Those who live in glass houseshttps://indianexpress.com/article/lifestyle/art-and-culture/those-who-live-in-glass-houses-glass-art-classes-chhatarpur-delhi-4636136/

Those who live in glass houses

A new studio in Delhi, Glass Sutra, aims to encourage conversation about a fragile art form.

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Reshmi Dey takes a young enthusiast through the steps of glass art.

A motley crew gets ready to try its hands at an unknown art form at a newly-opened studio in Chhatarpur in Delhi. I am a part of this group that includes a businessman of air-conditioners, a psychology graduate working on a travel start-up and a designer.

Armed with thick goggles, we are to create an object by holding multi-coloured rods over a torch that is lit by massive cylinders. One person chooses to make an Om, another to write the word “Tub” in green, a third to create a spiral maze, and we pick a penguin. At the end of four hours, the workshop yields satisfactory results, though the spiral is more serpentine and our penguin is overly healthy.

The workshop, titled Glassperience, is headed by glass artist Reshmi Dey who is helped by Vishnu, a flameworker from Firozabad, which is famous as a glass industry. “After being introduced to the art of glass by the maestro Petr Novotny from the Czech Republic in 2001, I went to the glass factories in Firozabad to learn the art. I had won a scholarship at International Glass Centre, Dudley College, in the UK in 2002. Later, I travelled through Europe to expose myself to every country that specialises in glass art. Sweden has its own technique and Italy offers a different experience. The people of these countries connect glass with their culture. In India, we have a system of mass generation. I wanted to break that,” says Dey.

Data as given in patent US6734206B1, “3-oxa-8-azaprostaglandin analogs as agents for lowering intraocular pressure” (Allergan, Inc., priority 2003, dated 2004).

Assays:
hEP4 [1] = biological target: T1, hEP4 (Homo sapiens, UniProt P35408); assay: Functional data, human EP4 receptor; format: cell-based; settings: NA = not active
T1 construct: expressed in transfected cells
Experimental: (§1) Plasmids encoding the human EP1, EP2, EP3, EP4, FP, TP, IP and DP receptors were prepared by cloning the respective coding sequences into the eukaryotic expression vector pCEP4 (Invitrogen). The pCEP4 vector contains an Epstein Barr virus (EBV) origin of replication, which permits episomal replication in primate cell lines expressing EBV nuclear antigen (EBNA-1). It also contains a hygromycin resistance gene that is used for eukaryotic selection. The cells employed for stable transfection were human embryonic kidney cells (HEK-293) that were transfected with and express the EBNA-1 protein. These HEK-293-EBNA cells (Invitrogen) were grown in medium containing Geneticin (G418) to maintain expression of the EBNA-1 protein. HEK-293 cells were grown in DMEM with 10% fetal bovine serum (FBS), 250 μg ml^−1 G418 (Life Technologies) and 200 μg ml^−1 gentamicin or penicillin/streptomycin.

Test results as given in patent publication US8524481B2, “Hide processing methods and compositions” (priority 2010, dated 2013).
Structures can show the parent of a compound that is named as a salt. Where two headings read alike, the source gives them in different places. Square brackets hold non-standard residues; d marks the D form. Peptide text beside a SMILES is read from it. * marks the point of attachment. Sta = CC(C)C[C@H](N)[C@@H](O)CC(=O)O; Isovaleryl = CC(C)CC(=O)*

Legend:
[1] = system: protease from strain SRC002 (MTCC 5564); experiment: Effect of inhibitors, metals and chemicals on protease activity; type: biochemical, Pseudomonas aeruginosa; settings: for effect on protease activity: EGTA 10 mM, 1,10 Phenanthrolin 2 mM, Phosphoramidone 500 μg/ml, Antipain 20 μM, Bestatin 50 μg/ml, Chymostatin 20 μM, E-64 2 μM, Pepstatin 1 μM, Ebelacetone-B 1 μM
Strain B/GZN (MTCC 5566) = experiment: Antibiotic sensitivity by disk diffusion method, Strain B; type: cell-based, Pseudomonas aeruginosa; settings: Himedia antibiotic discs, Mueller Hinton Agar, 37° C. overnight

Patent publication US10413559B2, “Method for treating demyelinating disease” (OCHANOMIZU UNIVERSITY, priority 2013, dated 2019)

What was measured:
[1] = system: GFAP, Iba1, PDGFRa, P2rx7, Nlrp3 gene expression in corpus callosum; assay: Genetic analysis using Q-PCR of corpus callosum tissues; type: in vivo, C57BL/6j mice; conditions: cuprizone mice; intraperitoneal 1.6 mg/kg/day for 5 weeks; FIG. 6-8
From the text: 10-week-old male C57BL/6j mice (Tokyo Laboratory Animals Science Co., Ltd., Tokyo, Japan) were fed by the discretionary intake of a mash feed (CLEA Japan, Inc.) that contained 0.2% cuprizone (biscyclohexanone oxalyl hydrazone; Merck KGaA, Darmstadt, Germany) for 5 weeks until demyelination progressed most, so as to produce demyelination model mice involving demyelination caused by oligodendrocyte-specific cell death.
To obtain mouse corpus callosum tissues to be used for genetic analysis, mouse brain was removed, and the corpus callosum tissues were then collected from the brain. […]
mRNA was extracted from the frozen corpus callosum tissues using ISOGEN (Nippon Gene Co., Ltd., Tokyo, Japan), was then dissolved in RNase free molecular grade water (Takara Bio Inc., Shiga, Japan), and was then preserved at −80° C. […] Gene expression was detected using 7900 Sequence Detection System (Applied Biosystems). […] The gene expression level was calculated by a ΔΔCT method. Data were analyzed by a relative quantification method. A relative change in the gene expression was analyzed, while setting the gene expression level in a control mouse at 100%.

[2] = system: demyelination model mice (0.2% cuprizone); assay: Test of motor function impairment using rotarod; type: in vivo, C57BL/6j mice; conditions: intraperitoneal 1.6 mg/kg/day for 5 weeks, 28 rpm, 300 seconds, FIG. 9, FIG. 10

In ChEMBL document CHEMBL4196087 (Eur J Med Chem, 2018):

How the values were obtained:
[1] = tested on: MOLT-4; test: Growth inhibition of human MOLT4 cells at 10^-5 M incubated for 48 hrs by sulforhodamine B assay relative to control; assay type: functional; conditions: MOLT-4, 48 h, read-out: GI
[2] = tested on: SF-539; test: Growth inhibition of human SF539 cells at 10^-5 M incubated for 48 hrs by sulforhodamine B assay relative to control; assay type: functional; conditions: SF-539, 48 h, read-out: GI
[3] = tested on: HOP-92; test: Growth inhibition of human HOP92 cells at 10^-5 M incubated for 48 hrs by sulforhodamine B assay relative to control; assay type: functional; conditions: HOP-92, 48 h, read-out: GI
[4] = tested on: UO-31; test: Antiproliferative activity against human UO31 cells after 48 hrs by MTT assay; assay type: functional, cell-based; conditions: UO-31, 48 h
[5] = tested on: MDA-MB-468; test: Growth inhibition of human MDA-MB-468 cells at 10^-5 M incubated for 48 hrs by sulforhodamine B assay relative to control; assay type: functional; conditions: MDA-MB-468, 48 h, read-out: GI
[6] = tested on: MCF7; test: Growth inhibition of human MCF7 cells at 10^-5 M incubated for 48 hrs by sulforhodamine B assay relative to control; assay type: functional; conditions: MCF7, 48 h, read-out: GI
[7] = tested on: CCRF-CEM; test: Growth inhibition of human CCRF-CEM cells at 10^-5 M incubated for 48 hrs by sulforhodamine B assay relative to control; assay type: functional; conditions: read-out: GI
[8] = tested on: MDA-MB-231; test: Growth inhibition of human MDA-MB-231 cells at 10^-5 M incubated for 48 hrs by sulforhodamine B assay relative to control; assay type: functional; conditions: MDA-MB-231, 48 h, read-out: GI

An important technique is glass-blowing. Standing in front of a furnace that can heat up to 1,200 degree Celsius, we inserted a long iron rod into a hole and constantly rolled it. More rolling and shaping later, we carefully blow a bubble into the glass.

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The studio’s highlight is a visiting artist programme, where an international glass artist is invited every month to conduct workshops. Among such experts are Helen Tegeler from the Corning Museum of Glass in the US, American artist Debra Ruzinsky and Seattle-based Julie Conway. “In India, people think that glass is very unfriendly and that glassblowing is dangerous because lots of chemicals are used and that it may cause lung problems. I want to help change it from an unfriendly medium to a friendly material in people’s minds,” says Dey.

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Glass-blowing in progress.

Glass Sutra also holds corporate programmes to support team building activities as well as offers modules for parties where children can create their own ice cream bowls, among others.

Dey wants to explore other possibilities. Robert M Minkoff Foundation, for instance, sponsors glass art studios for destitute children, drug addicts and youth from abusive families. By September, Dey plans a similar programme for the girl child and the physically-challenged. “Glass can cut you and fire is a challenging medium because it can burn you. If they see an outcome within 15 minutes or half an hour, aren’t they going to be proud? We want to empower everyone to find the creative power of glass,” says Dey.

Workshops are held at Glass Sutra, Studio Number 6/7, 19 Ambavatta Lane Green, Chhattarpur, Delhi. They are priced at Rs 2,200. Contact: 9811992770, contact@glasssutra.com